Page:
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Article: Impact of the Late Triassic mass extinction on functional diversity and composition of marine ecosystems

Palaeontology Cover Image - Volume 61 Part 1
Publication: Palaeontology
Volume: 61
Part: 1
Publication Date: January 2018
Page(s): 133 148
Author(s): Alexander M. Dunhill, William J. Foster, James Sciberras, and Richard J. Twitchett
Addition Information

How to Cite

DUNHILL, A.M., FOSTER, W.J., SCIBERRAS, J., TWITCHETT, R.J. 2018. Impact of the Late Triassic mass extinction on functional diversity and composition of marine ecosystems. Palaeontology, 61, 1, 133-148. DOI: 10.1111/pala.12332

Author Information

  • Alexander M. Dunhill - School of Earth & Environment University of Leeds Leeds UK (Email:
  • William J. Foster - Jackson School of Geosciences University of Texas Austin TX USA
  • James Sciberras - Department of Biology & Biochemistry University of Bath Claverton Down UK
  • Richard J. Twitchett - Department of Earth Sciences Natural History Museum London UK

Publication History

  • Issue published online: 25 December 2017
  • Manuscript Accepted: 15 September 2017
  • Manuscript Received: 23 June 2017

Funded By

Leverhulme Early Career Fellowship. Grant Number: ECF‐2015‐044
NERC research grant. Grant Number: NE/P013724/1
University of Texas at Austin

Online Version Hosted By

Wiley Online Library (Open Access)
Get Article: Wiley Online Library [Open Access]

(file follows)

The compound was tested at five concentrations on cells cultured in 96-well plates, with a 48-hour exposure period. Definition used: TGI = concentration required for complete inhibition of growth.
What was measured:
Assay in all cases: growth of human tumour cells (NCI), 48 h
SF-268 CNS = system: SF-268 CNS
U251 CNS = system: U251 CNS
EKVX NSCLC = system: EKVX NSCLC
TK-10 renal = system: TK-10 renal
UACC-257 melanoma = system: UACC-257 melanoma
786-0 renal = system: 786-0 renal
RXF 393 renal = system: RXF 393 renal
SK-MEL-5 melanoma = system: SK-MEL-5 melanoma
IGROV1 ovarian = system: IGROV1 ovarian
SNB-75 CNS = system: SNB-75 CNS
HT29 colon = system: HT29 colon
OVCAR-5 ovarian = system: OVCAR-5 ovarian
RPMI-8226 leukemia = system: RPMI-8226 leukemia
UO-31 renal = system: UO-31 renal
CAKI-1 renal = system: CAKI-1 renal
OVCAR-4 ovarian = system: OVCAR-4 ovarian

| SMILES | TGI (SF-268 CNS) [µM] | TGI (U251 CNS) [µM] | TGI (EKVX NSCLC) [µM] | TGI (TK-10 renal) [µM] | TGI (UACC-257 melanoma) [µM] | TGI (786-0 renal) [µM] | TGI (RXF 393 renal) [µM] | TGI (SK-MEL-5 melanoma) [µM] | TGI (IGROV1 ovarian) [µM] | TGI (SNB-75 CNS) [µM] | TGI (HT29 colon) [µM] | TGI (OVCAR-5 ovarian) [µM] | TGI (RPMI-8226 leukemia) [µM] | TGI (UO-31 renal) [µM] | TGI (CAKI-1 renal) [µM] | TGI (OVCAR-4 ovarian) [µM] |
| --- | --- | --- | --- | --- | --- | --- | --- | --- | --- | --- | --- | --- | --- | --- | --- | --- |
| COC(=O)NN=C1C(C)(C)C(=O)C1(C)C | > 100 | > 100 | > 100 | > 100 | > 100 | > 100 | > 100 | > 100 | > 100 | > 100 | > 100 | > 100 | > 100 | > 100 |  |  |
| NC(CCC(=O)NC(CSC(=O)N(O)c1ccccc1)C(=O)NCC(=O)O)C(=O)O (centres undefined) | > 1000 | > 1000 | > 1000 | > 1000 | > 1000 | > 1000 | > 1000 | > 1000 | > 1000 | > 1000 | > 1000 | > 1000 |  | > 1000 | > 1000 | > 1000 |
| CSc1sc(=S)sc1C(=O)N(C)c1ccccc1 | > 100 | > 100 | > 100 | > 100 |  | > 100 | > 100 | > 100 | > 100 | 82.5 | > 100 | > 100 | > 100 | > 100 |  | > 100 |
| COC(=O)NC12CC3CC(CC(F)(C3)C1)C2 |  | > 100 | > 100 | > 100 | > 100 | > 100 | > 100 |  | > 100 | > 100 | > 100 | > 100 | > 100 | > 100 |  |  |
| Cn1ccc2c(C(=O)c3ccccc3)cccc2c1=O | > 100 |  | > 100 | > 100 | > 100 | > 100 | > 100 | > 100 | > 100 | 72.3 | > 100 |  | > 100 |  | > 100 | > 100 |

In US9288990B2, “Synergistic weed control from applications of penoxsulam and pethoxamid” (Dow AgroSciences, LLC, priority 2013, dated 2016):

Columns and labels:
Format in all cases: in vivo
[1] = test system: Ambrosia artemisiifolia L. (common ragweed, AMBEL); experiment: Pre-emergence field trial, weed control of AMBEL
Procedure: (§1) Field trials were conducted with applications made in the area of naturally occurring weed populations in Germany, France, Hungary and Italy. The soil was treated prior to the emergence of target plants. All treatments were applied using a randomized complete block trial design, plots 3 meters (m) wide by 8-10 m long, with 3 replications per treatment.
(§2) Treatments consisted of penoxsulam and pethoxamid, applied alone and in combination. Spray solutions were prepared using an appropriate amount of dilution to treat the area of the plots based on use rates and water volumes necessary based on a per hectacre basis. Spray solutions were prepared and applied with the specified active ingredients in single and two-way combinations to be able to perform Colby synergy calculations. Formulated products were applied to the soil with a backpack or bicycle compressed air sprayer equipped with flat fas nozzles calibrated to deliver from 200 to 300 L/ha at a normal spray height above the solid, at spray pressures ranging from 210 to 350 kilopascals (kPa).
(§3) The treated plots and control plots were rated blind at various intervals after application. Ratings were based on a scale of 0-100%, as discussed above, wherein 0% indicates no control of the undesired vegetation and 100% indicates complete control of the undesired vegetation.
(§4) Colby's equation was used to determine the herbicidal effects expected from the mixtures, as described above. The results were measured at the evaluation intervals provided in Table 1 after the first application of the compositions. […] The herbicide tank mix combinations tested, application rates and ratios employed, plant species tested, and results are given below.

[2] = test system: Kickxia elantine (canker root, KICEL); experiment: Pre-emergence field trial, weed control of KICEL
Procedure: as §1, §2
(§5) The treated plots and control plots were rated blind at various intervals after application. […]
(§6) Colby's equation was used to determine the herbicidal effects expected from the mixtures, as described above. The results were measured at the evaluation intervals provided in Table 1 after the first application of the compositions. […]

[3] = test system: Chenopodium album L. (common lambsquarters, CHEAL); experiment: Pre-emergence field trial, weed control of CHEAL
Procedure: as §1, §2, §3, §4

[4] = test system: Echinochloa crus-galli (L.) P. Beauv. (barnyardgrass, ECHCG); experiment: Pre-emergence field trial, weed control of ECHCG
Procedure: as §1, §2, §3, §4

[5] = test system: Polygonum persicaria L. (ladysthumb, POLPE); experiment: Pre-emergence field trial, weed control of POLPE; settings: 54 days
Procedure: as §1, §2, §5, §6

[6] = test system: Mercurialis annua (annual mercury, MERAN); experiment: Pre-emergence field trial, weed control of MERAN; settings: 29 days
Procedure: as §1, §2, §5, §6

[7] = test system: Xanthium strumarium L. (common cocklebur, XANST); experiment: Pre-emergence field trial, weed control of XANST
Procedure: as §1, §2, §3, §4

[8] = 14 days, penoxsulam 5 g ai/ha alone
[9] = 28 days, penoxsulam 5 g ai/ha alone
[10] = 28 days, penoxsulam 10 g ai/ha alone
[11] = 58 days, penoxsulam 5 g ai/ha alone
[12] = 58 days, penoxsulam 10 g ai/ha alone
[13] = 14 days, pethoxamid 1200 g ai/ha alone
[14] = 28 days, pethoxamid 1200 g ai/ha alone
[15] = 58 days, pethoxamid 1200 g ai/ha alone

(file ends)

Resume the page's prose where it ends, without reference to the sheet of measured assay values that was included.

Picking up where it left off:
Mass extinctions have profoundly influenced the history of life, not only through the death of species but also through changes in ecosystem function and structure. Importantly, these events allow us the opportunity to study ecological dynamics under levels of environmental stress for which there are no recent analogues. Here, we examine the impact and selectivity of the Late Triassic mass extinction event on the functional diversity and functional composition of the global marine ecosystem, and test whether post‐extinction communities in the Early Jurassic represent a regime shift away from pre‐extinction communities in the Late Triassic. Our analyses show that, despite severe taxonomic losses, there is no unequivocal loss of global functional diversity associated with the extinction. Even though no functional groups were lost, the extinction event was, however, highly selective against some modes of life, in particular sessile suspension feeders. Although taxa with heavily calcified skeletons suffered higher extinction than other taxa, lightly calcified taxa also appear to have been selected against. The extinction appears to have invigorated the already ongoing faunal turnover associated with the Mesozoic Marine Revolution. The ecological effects of the Late Triassic mass extinction were preferentially felt in the tropical latitudes, especially amongst reefs, and it took until the Middle Jurassic for reef ecosystems to fully recover to pre‐extinction levels.

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